Sunday, November 10, 2019

1979 Pontiac Trans Am Rescue


A bird in the hand is way better! Have you considered that our treasured dream cars are rapidly becoming endangered species? Cars we could have bought even 20 years ago in decent shape are disappearing. Junkyard Life speaks to a high number of enthusiast with reverse buyer’s remorse… 
  “Why didn’t I buy a Trans Am 20 years ago?
  Combine that thought with modern sticker shock. We are paying more for whatever is left of whatever Pontiac carcass we can find. Rust waits for no one, especially us. The combination of the effects of time and rising prices due to glamorized auctions geared toward very deep pockets have taken these cars out of the hands of most of us.


New owner, Carl Brownbridge, holds the keys to a rough but worthy one-owner 1979 Pontiac Trans Am.

Well, meet our new best friend Carl Brownbridge. This 19-year-old is somehow immune to the powerful effects of physics and economics. He did it! He set out to find a late 1970s Pontiac Trans Am (in good shape) and he made it happen. Tenacity paid off rather quickly when he set his search on Bird Watch 2019. 

Check out what he found and all the reasons we have to be jealous. A 1979 Pontiac Trans Am 301 Hardtop in (kind of) a rare color with a very rich history! Can you believe Carl is only the second owner? At his age? Owner number two of a 1979 TA? With full documentation and a new lease on life, Carl let us take a closer look.  


Silver paint, worn thin, gave way to surface rust on the top of the T/A.

Dig in!
After we exchanged pleasantries with this disco Bird, we got to know it a little better. We actually became very acquainted when Carl let us disassemble the back seat in our quest for the factory build sheet. Sometimes referred to as “the body broadcast sheet”-this coveted piece of paper went down the assembly line with the car as it morphed into the finished product that a lucky owner was to soon be cruising in. We found it hiding in the usual location for most GM F-bodies. Behind the back seat in the upright section.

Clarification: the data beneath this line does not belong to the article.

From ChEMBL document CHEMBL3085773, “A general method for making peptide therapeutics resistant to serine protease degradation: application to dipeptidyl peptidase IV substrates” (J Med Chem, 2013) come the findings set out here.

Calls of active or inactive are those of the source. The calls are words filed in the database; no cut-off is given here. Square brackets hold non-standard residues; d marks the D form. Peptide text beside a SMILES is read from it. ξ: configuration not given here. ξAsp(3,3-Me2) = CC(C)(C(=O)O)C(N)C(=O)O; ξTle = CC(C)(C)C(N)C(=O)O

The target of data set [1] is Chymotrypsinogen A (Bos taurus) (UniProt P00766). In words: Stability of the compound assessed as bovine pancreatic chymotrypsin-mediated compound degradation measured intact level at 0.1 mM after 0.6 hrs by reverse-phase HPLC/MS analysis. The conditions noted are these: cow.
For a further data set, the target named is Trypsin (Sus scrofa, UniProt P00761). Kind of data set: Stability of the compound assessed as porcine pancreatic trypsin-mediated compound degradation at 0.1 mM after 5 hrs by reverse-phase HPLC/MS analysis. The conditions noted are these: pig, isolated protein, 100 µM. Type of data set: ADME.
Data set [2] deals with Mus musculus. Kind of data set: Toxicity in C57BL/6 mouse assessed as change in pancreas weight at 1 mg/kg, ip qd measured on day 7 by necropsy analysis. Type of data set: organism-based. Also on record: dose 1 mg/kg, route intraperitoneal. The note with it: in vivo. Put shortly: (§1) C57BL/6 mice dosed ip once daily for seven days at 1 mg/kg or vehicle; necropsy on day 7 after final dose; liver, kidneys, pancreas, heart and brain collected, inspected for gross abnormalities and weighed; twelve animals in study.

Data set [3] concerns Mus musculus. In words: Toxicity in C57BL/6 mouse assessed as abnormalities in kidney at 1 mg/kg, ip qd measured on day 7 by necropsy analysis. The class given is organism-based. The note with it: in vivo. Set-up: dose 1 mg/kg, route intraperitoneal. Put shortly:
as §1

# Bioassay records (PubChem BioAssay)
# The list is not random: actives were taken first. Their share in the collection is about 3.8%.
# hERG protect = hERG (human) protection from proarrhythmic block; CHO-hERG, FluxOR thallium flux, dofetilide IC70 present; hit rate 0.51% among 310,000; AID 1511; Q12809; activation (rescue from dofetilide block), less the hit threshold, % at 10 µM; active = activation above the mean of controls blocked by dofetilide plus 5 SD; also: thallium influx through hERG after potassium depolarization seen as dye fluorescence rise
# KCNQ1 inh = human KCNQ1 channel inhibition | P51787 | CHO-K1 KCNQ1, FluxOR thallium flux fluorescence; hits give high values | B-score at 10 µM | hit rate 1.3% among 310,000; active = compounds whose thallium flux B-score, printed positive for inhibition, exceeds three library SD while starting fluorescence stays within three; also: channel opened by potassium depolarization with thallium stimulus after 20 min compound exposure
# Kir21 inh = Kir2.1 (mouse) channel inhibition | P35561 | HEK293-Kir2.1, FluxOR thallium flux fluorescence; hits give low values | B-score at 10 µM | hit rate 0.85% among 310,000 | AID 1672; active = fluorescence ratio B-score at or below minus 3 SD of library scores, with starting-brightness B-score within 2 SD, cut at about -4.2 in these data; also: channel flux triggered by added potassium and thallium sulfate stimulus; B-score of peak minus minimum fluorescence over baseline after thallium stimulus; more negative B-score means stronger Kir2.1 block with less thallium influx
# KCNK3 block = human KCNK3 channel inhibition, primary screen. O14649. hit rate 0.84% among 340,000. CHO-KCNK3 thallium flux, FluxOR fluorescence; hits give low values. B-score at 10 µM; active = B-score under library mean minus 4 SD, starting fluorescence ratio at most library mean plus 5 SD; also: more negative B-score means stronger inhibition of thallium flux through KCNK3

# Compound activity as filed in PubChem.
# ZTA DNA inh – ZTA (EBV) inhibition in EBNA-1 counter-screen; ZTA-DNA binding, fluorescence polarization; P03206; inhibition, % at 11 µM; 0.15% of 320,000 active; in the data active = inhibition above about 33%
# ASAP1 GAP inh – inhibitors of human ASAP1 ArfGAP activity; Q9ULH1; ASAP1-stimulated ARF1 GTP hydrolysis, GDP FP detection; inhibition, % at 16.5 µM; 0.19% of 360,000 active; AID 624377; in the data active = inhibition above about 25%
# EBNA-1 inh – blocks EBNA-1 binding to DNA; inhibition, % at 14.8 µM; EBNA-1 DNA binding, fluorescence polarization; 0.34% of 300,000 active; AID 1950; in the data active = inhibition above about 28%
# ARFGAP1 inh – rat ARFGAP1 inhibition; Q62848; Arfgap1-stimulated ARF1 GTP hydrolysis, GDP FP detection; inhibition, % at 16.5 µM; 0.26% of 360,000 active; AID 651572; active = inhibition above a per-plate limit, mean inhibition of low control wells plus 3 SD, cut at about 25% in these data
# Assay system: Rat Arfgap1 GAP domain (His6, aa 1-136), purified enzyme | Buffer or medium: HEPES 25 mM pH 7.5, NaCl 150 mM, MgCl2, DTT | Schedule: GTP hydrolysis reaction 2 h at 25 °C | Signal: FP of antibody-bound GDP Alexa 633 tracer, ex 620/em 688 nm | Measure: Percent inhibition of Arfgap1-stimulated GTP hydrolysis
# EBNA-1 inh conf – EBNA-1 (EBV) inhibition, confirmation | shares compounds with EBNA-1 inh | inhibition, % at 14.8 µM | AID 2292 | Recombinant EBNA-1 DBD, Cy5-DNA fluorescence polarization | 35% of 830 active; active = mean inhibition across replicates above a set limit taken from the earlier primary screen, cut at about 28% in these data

“Carl, I have some good news for you.” 
  I confirmed the build sheet was still in place for the excited new owner.


Factory build sheet still tucked behind back seat of the 1979 Pontiac Trans Am.


What the build sheet could not tell us
The story the build sheet could not tell us was that the original owner got this Pontiac brand new for his 16th birthday! What a present that must have been! Can you imagine? It really did mean something to him, because he kept the car until very recently selling it to Carl. We also found an inscription from 1979 on a keep sake under the back seat. 


Engraved memento found under back seat of 1979 T/A.
It reads "Michael 9-6-79."



What did the build sheet tell us?
This Bird was delivered to Brownell Pontiac in Birmingham, Alabama in paint code 15 Platinum. Intended to be more of a long term car than a rumbling street fighter, this Bird served duty with a 301 4-bbl Pontiac motor. This was a new power plant for 1979, allowing a third engine option for the sporty Trans Am. When equipped with a 2:73 rear gear, this car would move it down the road and not max out the gas card.    


301-V8 under the shaker on the 1979 T/A.

No tunes
According to the grail, this Pontiac was ordered with no radio whatsoever.
That in itself is not too unusual. Dealers and customers didn’t mind this so much because they intended to rock their own systems provided by the aftermarket. What usually happened in cases such as this, most cars were equipped with a provision to easily install such melody makers as the dealer or customer saw fit. This car was not. They were like Patty LaBelle when it came to wiring up the driving music — own their own.